I interviewed longtime D.C. hand Greg Schneiders about public opinion research:
You’ve had an eclectic career — before working at the White House for Jimmy Carter, you owned a bar. What did being a bar owner teach you about thinking about politics and public opinion?
Owning a bar teaches you about business. Tending bar teaches you about people — who they are, what they believe or feel, and why. To be a good bartender, you have to be a good listener, which involves the same skill set as being a good opinion researcher. Nearly everyone — in a bar or in a poll — wants to tell you what they think and how they feel. And they want you to listen and respect their opinions and their feelings.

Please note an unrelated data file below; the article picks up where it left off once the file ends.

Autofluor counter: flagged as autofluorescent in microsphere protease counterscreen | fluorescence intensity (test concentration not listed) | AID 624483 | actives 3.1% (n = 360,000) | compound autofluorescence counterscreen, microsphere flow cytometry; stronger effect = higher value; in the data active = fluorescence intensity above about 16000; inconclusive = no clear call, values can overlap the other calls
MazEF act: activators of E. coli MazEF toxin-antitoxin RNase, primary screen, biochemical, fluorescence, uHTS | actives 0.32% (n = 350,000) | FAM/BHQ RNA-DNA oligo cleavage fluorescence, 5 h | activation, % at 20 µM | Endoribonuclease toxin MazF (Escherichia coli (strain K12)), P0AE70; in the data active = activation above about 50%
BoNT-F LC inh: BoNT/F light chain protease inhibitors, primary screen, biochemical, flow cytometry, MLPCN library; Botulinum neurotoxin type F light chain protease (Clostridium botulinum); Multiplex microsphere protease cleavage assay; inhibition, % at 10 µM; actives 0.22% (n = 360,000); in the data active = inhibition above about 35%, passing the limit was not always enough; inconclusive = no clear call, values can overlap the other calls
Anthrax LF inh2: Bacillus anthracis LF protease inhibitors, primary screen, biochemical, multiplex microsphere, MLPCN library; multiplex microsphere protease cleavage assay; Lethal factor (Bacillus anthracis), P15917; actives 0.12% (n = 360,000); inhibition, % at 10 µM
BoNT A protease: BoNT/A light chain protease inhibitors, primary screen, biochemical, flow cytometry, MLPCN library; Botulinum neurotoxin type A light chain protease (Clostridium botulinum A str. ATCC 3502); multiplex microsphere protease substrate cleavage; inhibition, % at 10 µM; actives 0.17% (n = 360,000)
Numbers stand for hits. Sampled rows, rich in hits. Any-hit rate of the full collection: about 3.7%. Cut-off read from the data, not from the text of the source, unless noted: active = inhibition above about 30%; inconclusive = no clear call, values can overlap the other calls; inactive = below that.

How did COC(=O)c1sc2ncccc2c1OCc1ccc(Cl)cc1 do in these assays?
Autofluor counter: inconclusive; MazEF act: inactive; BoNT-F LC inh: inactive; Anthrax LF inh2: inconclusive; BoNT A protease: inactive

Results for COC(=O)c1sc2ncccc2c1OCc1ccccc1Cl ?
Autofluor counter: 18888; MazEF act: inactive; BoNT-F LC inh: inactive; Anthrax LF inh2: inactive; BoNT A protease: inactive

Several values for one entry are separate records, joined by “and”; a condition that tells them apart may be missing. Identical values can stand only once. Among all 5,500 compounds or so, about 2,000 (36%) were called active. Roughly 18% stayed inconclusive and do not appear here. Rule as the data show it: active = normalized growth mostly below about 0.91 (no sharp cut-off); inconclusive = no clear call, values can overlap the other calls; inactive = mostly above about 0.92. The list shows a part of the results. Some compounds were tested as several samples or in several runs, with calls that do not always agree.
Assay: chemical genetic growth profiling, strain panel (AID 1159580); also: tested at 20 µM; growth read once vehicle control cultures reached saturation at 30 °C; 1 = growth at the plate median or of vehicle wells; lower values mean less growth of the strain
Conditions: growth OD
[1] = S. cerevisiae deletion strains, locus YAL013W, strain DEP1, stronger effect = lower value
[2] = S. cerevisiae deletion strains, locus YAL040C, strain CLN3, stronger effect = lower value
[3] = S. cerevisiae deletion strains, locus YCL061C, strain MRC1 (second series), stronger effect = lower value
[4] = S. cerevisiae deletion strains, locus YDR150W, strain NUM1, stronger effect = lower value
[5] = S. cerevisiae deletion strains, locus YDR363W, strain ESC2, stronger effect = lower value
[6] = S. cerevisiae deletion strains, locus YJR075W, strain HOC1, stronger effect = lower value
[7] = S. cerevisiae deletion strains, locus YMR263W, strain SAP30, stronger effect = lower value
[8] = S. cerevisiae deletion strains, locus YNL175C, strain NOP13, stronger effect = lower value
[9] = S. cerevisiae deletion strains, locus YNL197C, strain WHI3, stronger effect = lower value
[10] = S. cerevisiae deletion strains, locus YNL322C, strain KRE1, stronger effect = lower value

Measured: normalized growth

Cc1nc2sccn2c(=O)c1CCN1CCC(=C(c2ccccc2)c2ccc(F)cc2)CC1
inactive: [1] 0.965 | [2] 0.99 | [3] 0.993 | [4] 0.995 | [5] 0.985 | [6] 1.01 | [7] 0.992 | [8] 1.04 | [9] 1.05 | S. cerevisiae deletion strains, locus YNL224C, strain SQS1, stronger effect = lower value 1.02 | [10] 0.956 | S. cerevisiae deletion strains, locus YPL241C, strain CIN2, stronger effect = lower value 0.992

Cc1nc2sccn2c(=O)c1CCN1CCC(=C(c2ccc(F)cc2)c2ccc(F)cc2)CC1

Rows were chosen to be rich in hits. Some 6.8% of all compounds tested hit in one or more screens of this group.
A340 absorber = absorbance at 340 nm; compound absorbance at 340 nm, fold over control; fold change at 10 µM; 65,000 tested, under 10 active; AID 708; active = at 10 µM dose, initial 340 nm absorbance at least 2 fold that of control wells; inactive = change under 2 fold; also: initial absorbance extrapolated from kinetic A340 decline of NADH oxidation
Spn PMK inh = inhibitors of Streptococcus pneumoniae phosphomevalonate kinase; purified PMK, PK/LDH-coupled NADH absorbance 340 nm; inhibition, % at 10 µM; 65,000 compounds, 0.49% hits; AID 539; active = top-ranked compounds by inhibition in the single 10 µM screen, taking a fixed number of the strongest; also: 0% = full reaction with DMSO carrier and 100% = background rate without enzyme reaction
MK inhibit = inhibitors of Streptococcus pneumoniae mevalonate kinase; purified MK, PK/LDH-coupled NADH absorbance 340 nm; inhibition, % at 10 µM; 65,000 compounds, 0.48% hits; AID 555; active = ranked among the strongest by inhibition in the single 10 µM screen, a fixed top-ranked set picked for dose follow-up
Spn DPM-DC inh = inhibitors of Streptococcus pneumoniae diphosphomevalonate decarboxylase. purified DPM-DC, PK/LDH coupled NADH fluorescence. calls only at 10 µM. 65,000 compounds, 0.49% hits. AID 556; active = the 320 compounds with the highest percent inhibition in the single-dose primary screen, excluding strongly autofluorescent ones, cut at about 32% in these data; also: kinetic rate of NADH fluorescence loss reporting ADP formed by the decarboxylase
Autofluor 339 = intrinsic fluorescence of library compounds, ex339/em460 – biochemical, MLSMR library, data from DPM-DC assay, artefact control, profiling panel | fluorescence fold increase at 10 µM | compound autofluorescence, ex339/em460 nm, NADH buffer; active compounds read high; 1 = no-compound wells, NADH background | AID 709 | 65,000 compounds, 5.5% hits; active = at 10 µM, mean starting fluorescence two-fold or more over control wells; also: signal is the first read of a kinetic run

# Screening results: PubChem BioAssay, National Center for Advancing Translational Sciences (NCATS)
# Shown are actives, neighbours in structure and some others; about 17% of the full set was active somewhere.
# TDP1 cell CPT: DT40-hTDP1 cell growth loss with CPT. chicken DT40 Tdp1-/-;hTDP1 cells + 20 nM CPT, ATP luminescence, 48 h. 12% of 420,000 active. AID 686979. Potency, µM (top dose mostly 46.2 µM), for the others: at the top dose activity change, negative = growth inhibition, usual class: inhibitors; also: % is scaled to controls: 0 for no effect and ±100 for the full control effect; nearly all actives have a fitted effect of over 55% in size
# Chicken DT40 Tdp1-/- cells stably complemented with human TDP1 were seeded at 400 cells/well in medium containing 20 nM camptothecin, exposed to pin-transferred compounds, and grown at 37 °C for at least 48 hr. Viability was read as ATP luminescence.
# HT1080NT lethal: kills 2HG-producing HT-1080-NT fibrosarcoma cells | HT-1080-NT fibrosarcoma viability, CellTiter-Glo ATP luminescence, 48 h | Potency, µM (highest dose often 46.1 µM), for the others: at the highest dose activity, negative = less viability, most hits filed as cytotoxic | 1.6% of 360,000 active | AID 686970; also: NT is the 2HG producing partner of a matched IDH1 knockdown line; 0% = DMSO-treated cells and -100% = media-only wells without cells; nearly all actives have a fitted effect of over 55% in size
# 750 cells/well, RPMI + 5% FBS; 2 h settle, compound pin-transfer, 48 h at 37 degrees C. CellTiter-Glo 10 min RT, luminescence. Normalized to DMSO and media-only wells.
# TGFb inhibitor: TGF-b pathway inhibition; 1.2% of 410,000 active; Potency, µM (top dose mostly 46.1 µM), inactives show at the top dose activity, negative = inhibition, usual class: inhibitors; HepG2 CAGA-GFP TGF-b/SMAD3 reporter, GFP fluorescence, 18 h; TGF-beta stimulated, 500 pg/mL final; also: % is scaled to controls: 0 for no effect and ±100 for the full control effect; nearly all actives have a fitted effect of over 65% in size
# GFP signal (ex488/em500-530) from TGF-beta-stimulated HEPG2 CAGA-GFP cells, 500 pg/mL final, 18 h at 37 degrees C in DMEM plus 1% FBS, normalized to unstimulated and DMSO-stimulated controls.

Few people come to a bar to hear the bartender’s opinion. They come to share their opinions and feelings about politics, the economy, education, culture, political correctness, sex, family, sports, the weather. A bad bartender will decide that the loudmouth at the end of the bar doesn’t know what he’s talking about and will argue with or, more likely, ignore him. The good bartender will realize that it doesn’t matter if the loudmouth knows what he’s talking about — the point is that it is what he believes, whether it is true or not.
You can read the entire thing at The 74.